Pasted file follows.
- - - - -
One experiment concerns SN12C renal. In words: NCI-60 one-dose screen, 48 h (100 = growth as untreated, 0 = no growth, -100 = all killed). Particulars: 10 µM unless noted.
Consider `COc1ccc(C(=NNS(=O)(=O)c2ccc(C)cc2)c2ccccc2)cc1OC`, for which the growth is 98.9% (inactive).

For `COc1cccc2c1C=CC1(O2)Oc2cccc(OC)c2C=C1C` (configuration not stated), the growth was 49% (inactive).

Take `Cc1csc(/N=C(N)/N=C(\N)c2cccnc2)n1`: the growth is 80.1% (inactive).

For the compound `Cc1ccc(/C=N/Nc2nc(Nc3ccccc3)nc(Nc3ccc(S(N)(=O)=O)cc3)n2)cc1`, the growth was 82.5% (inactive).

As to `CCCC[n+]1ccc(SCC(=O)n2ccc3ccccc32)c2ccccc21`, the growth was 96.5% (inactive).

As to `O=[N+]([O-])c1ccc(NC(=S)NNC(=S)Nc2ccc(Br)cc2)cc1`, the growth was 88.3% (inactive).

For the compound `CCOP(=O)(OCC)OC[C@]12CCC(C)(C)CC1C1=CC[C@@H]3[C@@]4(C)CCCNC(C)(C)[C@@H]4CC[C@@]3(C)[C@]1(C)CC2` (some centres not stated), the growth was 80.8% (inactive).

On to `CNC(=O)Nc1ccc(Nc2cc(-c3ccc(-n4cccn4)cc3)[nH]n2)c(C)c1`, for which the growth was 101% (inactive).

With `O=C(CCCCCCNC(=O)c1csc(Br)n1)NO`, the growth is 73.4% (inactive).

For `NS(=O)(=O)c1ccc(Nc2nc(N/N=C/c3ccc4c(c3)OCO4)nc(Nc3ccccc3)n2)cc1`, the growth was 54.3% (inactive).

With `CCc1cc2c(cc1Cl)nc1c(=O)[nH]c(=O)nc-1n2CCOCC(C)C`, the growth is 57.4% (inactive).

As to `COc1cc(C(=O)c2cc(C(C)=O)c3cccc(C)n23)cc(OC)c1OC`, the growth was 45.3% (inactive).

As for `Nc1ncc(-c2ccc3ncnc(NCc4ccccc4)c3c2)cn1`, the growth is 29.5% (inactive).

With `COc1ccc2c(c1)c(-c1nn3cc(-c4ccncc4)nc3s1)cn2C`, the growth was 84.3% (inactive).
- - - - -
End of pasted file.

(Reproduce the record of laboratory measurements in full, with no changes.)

One experiment concerns SN12C renal. In words: NCI-60 one-dose screen, 48 h (100 = growth as untreated, 0 = no growth, -100 = all killed). Particulars: 10 µM unless noted.
Consider `COc1ccc(C(=NNS(=O)(=O)c2ccc(C)cc2)c2ccccc2)cc1OC`, for which the growth is 98.9% (inactive).

For `COc1cccc2c1C=CC1(O2)Oc2cccc(OC)c2C=C1C` (configuration not stated), the growth was 49% (inactive).

Take `Cc1csc(/N=C(N)/N=C(\N)c2cccnc2)n1`: the growth is 80.1% (inactive).

For the compound `Cc1ccc(/C=N/Nc2nc(Nc3ccccc3)nc(Nc3ccc(S(N)(=O)=O)cc3)n2)cc1`, the growth was 82.5% (inactive).

As to `CCCC[n+]1ccc(SCC(=O)n2ccc3ccccc32)c2ccccc21`, the growth was 96.5% (inactive).

As to `O=[N+]([O-])c1ccc(NC(=S)NNC(=S)Nc2ccc(Br)cc2)cc1`, the growth was 88.3% (inactive).

For the compound `CCOP(=O)(OCC)OC[C@]12CCC(C)(C)CC1C1=CC[C@@H]3[C@@]4(C)CCCNC(C)(C)[C@@H]4CC[C@@]3(C)[C@]1(C)CC2` (some centres not stated), the growth was 80.8% (inactive).

On to `CNC(=O)Nc1ccc(Nc2cc(-c3ccc(-n4cccn4)cc3)[nH]n2)c(C)c1`, for which the growth was 101% (inactive).

With `O=C(CCCCCCNC(=O)c1csc(Br)n1)NO`, the growth is 73.4% (inactive).

For `NS(=O)(=O)c1ccc(Nc2nc(N/N=C/c3ccc4c(c3)OCO4)nc(Nc3ccccc3)n2)cc1`, the growth was 54.3% (inactive).

With `CCc1cc2c(cc1Cl)nc1c(=O)[nH]c(=O)nc-1n2CCOCC(C)C`, the growth is 57.4% (inactive).

As to `COc1cc(C(=O)c2cc(C(C)=O)c3cccc(C)n23)cc(OC)c1OC`, the growth was 45.3% (inactive).

As for `Nc1ncc(-c2ccc3ncnc(NCc4ccccc4)c3c2)cn1`, the growth is 29.5% (inactive).

With `COc1ccc2c(c1)c(-c1nn3cc(-c4ccncc4)nc3s1)cn2C`, the growth was 84.3% (inactive).